“The story Dad used to tell me was that he would go to grocery stores, and he’d compare the pet food aisle with the baby food aisle — and he could see there was much much more in the pet food section,” he said.
Bubbling Well opened in September 1971, its first grave the last home of a dog named Tanya. In addition to individual burials and cremations, the new pet cemetery arranged communal burials, a practice Cal Harberts borrowed from Midwestern burial grounds and promoted as a less expensive but still respectful final outcome.
Meanwhile, as the family drew more pet remains to the Napa Valley in the mid-1970s, events 90 miles to the south began to throw national attention to Bubbling Well.
Near a then-isolated stretch of Interstate 280 in Los Altos, a wheelchair-bound North Dakotan named Floyd McClure opened the Foothill Pet Cemetery, which soon became home to 450 animal graves. But a city rezoning for residential use triggered a spike in real estate prices, and the landowner leasing the cemetery grounds to McClure ordered him to clear out — and have the pet remains reburied in one small corner of the property to make room for new houses.
Outraged pet owners brought their grievances to Bay Area media, and the news soon reached Cal Harberts, who in 1977 agreed to inter the orphaned remains in a new plot at his own cemetery.
The battle and passions over the doomed Foothill graveyard caught the eye of Errol Morris, then a film student at UC Berkeley. Sensing a drama in the making, he put together a film crew to interview McClure and his business partners, then Cal Harberts, his wife and their two sons — Dan and his older brother Phillip, both then working for their parents.
As the cameras rolled that summer, Morris revealed tensions and conflicts in the hopes and dreams of father and sons.
“Surely at the gates of heaven, an all-compassionate God is not going to say, ‘Well, you’re walking on two legs, you can go in. You’re walking on four legs ... we can’t take you,’” Cal Harberts said in the documentary while explaining his park’s mission.
While the placid and white-haired father exuded quiet confidence in his work and its worth, the interviews of his sons showed them grappling with the direction of their own lives.
An insurance salesman in Utah before emotional burnout sent him back home, Phillip regaled visitors with the “R2A2 method: recognize, relate, assimilate and put into action” he had taught in motivational classes, and carefully arranged on his desk the trophies garnered during six years of hitting sales targets. On film, however, his glassy-smooth persona formed an uneasy match with images of the onetime sales star mowing the cemetery grounds, shirtless, under an unremitting sun.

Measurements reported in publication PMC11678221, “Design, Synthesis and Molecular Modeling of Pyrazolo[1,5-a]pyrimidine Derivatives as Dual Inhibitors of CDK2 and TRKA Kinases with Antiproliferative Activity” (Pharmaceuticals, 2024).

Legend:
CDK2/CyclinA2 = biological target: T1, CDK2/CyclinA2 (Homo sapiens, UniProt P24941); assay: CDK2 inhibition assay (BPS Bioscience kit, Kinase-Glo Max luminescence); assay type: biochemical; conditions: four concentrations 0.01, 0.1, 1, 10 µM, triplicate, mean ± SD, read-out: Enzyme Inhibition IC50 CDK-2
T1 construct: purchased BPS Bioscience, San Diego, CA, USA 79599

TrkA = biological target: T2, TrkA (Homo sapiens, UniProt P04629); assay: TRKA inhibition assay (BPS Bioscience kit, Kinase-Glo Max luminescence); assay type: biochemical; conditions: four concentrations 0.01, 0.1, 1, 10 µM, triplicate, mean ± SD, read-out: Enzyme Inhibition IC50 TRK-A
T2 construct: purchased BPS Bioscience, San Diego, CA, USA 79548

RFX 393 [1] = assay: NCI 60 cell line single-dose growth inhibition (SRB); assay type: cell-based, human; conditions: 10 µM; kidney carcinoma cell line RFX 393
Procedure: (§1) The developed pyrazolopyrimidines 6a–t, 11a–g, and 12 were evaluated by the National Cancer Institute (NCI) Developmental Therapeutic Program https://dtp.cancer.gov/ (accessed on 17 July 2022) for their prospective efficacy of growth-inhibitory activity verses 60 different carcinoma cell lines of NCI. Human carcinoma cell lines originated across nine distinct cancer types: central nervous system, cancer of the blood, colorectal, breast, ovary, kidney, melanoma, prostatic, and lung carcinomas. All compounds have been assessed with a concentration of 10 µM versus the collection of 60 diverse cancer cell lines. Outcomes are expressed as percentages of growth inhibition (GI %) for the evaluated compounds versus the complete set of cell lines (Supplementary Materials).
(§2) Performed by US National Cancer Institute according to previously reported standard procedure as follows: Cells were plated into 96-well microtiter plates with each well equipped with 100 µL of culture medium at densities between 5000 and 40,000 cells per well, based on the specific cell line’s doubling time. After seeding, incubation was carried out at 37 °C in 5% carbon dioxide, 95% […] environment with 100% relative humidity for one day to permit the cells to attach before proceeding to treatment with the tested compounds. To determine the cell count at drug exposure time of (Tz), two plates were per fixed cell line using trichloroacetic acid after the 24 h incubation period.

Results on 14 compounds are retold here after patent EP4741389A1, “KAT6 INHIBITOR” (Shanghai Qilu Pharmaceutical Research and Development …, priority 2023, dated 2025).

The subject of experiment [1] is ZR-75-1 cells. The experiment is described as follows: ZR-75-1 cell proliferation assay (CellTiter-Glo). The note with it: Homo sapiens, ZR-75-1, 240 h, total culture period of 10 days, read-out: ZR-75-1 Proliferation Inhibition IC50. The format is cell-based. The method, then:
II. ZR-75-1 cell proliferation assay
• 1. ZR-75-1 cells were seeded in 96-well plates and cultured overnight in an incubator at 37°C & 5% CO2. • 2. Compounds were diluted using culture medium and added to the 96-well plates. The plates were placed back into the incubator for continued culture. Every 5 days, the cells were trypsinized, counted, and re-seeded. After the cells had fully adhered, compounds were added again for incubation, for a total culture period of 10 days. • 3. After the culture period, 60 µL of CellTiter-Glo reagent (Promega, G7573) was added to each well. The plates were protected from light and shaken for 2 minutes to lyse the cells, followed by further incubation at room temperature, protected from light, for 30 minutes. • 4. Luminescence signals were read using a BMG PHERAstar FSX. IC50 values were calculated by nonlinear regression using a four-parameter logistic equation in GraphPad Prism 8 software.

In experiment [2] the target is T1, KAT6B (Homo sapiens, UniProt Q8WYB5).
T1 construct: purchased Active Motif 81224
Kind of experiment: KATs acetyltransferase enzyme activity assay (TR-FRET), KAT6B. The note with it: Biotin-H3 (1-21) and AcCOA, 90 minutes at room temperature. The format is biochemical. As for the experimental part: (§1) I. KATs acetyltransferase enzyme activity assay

Morris’ cameras depicted the long-haired Dan, who had gone to work for his parents in 1974, as a sensitive, melancholy dreamer who opens up about a recent romantic breakup and declares that “a broken heart is something every person should experience” to appreciate “the positive aspects of love.”
His refuge from the cemetery’s daily routine often took the form of an electric guitar on which he recorded songs to an open-reel tape recorder — or crunched chords outside after closing time, the notes blasting from his amplifier and across the valley.
The fruit of Morris’ interviews was the documentary “Gates of Heaven,” which debuted in 1978. Movie critics praised the non-narrated documentary for its deceptively penetrating insights into pet burials, human bonds with their dogs and cats — and the hopes and fears of those working to help the pet owners.
For Dan Harberts, the insights sometimes cut too deeply, as he realized when his family was invited to an early showing on the Berkeley campus.
“They caught me in a soft moment talking about love and a broken heart, and I was so embarrassed I couldn’t take it,” he remembered, able to laugh a little at a 35-year remove from his youthful soliloquy about love and loss. “Even when I went to the screening at the Napa library (in December), I couldn’t stand it — I had my head in my lap, oh man!”
Ultimately, though, seeing the peace the owners received from giving their animals a proper send-off gave him a deeper appreciation of the picture painted by Morris.